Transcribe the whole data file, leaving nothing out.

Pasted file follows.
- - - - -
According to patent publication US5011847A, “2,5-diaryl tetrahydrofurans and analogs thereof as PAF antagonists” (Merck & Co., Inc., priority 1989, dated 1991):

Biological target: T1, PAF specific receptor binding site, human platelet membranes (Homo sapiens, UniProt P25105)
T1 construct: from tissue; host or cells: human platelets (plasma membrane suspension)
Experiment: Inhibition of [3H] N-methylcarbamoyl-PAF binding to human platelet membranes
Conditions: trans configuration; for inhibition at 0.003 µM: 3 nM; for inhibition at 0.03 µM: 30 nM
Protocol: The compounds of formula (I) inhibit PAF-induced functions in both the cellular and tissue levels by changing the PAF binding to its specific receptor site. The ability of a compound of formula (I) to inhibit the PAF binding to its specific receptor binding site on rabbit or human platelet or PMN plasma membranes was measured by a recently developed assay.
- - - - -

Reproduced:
According to patent publication US5011847A, “2,5-diaryl tetrahydrofurans and analogs thereof as PAF antagonists” (Merck & Co., Inc., priority 1989, dated 1991):

Biological target: T1, PAF specific receptor binding site, human platelet membranes (Homo sapiens, UniProt P25105)
T1 construct: from tissue; host or cells: human platelets (plasma membrane suspension)
Experiment: Inhibition of [3H] N-methylcarbamoyl-PAF binding to human platelet membranes
Conditions: trans configuration; for inhibition at 0.003 µM: 3 nM; for inhibition at 0.03 µM: 30 nM
Protocol: The compounds of formula (I) inhibit PAF-induced functions in both the cellular and tissue levels by changing the PAF binding to its specific receptor site. The ability of a compound of formula (I) to inhibit the PAF binding to its specific receptor binding site on rabbit or human platelet or PMN plasma membranes was measured by a recently developed assay.